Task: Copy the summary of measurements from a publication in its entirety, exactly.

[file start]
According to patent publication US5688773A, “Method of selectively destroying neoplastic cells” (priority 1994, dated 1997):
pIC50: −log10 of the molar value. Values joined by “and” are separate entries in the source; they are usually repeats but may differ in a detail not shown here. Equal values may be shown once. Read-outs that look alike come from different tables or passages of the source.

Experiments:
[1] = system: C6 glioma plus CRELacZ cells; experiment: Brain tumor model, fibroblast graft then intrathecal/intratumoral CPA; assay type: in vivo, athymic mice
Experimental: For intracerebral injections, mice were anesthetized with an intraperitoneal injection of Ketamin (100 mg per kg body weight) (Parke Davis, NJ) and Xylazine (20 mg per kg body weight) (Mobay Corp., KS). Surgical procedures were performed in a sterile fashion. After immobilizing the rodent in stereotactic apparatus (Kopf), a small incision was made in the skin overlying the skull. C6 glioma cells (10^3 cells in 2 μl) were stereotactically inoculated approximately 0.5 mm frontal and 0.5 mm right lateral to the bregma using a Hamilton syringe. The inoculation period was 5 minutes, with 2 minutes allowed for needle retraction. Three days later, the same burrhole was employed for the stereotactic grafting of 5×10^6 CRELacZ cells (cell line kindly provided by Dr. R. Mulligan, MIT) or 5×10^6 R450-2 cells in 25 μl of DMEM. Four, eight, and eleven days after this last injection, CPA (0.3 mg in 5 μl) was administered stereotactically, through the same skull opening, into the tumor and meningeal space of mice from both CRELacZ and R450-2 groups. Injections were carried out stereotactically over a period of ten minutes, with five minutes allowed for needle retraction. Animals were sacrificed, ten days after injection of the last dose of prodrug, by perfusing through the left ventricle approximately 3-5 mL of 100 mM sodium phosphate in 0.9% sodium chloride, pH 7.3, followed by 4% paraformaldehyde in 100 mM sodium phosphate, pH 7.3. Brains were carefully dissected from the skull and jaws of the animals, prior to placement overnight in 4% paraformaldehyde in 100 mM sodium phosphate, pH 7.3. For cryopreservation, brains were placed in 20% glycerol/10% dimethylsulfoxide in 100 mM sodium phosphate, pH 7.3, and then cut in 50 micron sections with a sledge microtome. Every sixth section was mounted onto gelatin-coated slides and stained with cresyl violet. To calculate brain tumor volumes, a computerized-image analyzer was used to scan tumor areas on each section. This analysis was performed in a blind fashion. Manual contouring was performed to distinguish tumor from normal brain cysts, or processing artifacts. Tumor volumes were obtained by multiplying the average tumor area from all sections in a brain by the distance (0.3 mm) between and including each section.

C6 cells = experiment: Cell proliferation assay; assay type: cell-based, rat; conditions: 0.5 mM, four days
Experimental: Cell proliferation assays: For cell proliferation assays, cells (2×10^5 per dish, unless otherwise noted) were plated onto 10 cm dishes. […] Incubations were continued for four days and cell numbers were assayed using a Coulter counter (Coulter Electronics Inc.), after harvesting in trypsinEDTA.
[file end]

According to patent publication US5688773A, “Method of selectively destroying neoplastic cells” (priority 1994, dated 1997):
pIC50: −log10 of the molar value. Values joined by “and” are separate entries in the source; they are usually repeats but may differ in a detail not shown here. Equal values may be shown once. Read-outs that look alike come from different tables or passages of the source.

Experiments:
[1] = system: C6 glioma plus CRELacZ cells; experiment: Brain tumor model, fibroblast graft then intrathecal/intratumoral CPA; assay type: in vivo, athymic mice
Experimental: For intracerebral injections, mice were anesthetized with an intraperitoneal injection of Ketamin (100 mg per kg body weight) (Parke Davis, NJ) and Xylazine (20 mg per kg body weight) (Mobay Corp., KS). Surgical procedures were performed in a sterile fashion. After immobilizing the rodent in stereotactic apparatus (Kopf), a small incision was made in the skin overlying the skull. C6 glioma cells (10^3 cells in 2 μl) were stereotactically inoculated approximately 0.5 mm frontal and 0.5 mm right lateral to the bregma using a Hamilton syringe. The inoculation period was 5 minutes, with 2 minutes allowed for needle retraction. Three days later, the same burrhole was employed for the stereotactic grafting of 5×10^6 CRELacZ cells (cell line kindly provided by Dr. R. Mulligan, MIT) or 5×10^6 R450-2 cells in 25 μl of DMEM. Four, eight, and eleven days after this last injection, CPA (0.3 mg in 5 μl) was administered stereotactically, through the same skull opening, into the tumor and meningeal space of mice from both CRELacZ and R450-2 groups. Injections were carried out stereotactically over a period of ten minutes, with five minutes allowed for needle retraction. Animals were sacrificed, ten days after injection of the last dose of prodrug, by perfusing through the left ventricle approximately 3-5 mL of 100 mM sodium phosphate in 0.9% sodium chloride, pH 7.3, followed by 4% paraformaldehyde in 100 mM sodium phosphate, pH 7.3. Brains were carefully dissected from the skull and jaws of the animals, prior to placement overnight in 4% paraformaldehyde in 100 mM sodium phosphate, pH 7.3. For cryopreservation, brains were placed in 20% glycerol/10% dimethylsulfoxide in 100 mM sodium phosphate, pH 7.3, and then cut in 50 micron sections with a sledge microtome. Every sixth section was mounted onto gelatin-coated slides and stained with cresyl violet. To calculate brain tumor volumes, a computerized-image analyzer was used to scan tumor areas on each section. This analysis was performed in a blind fashion. Manual contouring was performed to distinguish tumor from normal brain cysts, or processing artifacts. Tumor volumes were obtained by multiplying the average tumor area from all sections in a brain by the distance (0.3 mm) between and including each section.

C6 cells = experiment: Cell proliferation assay; assay type: cell-based, rat; conditions: 0.5 mM, four days
Experimental: Cell proliferation assays: For cell proliferation assays, cells (2×10^5 per dish, unless otherwise noted) were plated onto 10 cm dishes. […] Incubations were continued for four days and cell numbers were assayed using a Coulter counter (Coulter Electronics Inc.), after harvesting in trypsinEDTA.